“Water is a different story,” Fletcher said. He explained that the city has not adequately funded the water capital reserves for the past couple of years. The Mayor continued that he and city staff are looking at water revenues and expenses to determine what it will take to sustain water capital reserves. According to city policy, water rates increase by 4% per year. According to Fletcher, that is not enough to build or maintain the reserve funds. He told council members that the minimum amount he would like to have in the reserve budget is $500,000 or greater. He warned that repairs and replacements could be costly, and the city could quickly go through a half million dollars. According to Director of Operations Steve Croci, rehabbing, adding, or moving a pressure-reducing valve can cost $250,000.

During their discussion, the Council utilized a spreadsheet to examine the impacts of different rate increases on reserve funds and resident’s water bills. Using an 8% water rate increase as an example, he showed the Council that the reserve funds would diminish over time. 

Council member Jeff Johnson asked what rate would be needed to reach a sustainable balance. Fletcher replied that an annual 8% increase would get there in a couple of years. Croci added that inflation is part of the issue and that during part of the COVID pandemic, the annual rate increase was postponed, which did not allow the city to keep up with costs. Fletcher clarified that operating budget costs are fine but that building and maintaining the reserve funds that will be needed for maintenance and large projects is the issue.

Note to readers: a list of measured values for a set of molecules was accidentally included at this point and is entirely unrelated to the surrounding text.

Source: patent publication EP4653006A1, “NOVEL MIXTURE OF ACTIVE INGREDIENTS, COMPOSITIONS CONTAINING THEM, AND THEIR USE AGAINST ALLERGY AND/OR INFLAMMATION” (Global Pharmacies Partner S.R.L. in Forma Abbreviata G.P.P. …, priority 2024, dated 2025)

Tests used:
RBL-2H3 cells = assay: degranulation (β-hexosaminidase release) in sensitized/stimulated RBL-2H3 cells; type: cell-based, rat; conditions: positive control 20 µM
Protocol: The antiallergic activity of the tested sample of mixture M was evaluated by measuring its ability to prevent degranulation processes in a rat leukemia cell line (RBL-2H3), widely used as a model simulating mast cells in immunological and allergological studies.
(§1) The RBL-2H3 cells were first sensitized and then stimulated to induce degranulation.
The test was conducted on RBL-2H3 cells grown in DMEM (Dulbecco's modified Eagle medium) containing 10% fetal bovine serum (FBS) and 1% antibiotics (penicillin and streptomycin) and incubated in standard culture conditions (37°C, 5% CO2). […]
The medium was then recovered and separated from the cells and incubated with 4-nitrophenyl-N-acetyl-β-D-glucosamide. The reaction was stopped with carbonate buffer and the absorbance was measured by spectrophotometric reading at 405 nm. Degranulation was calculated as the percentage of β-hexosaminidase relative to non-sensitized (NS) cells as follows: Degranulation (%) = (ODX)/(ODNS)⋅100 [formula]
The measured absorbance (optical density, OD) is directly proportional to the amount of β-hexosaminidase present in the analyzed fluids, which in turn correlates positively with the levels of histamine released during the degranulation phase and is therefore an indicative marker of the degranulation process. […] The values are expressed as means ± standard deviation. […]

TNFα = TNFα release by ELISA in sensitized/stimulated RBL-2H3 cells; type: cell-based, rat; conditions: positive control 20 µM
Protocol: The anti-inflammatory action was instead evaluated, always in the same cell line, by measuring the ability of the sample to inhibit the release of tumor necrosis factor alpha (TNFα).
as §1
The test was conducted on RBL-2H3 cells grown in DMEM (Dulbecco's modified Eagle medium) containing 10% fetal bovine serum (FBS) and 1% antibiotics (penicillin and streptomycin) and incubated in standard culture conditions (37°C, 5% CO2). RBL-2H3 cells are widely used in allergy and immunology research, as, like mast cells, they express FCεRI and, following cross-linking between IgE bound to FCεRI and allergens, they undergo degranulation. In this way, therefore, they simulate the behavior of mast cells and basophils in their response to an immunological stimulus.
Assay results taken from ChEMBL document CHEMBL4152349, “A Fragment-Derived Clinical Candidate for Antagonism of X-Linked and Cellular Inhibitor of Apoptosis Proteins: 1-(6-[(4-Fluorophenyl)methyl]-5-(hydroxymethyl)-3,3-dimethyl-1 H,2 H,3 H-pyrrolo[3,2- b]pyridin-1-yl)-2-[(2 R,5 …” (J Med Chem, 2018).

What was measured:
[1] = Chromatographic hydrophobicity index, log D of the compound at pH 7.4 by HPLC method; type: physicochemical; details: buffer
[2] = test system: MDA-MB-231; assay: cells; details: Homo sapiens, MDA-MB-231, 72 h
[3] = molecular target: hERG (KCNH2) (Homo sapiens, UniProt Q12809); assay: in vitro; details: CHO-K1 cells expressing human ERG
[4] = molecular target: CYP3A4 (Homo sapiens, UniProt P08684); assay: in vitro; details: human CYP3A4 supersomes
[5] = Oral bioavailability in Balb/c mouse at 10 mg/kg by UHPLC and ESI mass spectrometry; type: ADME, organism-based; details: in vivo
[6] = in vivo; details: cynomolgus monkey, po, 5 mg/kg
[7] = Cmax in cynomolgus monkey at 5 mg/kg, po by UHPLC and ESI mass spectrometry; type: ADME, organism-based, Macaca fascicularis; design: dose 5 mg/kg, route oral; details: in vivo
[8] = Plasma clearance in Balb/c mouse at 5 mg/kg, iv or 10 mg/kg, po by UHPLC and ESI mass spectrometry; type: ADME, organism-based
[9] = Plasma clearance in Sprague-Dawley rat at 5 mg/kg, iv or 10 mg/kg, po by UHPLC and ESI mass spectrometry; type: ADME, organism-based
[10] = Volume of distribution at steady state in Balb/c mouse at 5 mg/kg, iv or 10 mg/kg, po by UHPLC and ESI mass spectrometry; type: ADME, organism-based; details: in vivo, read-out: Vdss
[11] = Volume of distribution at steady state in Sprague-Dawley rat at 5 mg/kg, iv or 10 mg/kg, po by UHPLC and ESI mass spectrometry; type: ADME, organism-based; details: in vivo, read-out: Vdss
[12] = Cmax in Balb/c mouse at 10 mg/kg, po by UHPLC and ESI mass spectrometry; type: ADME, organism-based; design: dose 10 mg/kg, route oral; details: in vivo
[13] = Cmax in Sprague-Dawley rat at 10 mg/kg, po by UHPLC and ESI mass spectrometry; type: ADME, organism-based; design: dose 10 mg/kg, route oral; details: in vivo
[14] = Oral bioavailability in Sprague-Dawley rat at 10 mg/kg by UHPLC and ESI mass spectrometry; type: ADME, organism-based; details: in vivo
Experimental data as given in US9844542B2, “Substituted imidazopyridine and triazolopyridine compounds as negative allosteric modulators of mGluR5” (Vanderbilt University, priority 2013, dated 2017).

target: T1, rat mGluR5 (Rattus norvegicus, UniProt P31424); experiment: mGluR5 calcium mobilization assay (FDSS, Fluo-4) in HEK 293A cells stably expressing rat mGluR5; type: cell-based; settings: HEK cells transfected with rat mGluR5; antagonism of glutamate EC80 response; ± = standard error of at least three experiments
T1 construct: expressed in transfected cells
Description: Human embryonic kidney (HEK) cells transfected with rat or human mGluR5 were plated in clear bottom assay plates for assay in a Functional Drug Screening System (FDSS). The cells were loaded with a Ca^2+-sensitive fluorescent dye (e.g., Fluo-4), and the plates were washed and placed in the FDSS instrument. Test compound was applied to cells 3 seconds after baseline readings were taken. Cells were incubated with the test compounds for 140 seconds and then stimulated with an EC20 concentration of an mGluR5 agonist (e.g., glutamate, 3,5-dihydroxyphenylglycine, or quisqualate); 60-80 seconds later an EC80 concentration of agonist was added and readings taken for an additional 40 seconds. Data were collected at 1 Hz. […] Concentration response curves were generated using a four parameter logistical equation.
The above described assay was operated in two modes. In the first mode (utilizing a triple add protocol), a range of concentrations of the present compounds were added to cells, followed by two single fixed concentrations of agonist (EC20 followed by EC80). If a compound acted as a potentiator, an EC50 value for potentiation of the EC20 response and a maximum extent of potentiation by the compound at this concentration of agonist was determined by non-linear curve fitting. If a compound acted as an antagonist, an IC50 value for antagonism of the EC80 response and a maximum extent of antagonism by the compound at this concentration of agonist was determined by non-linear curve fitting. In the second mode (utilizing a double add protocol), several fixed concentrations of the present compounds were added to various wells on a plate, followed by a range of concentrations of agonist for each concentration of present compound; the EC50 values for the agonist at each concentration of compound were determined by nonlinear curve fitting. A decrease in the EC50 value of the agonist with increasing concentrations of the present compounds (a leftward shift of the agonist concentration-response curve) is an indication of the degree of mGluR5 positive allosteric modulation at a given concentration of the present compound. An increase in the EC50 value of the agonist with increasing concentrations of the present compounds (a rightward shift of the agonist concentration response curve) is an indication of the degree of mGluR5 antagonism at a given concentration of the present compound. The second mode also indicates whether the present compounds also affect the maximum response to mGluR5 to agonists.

Fletcher wrapped up the discussion by stating that the planning was still a work in progress and that discussions would continue before he makes a final recommendation.

Barbara Walters, Executive Director of North Central Washington Libraries (NCWL), provided the Council with a description of the library’s plans for moving into the Riverside Center. Council members all expressed their support for the library.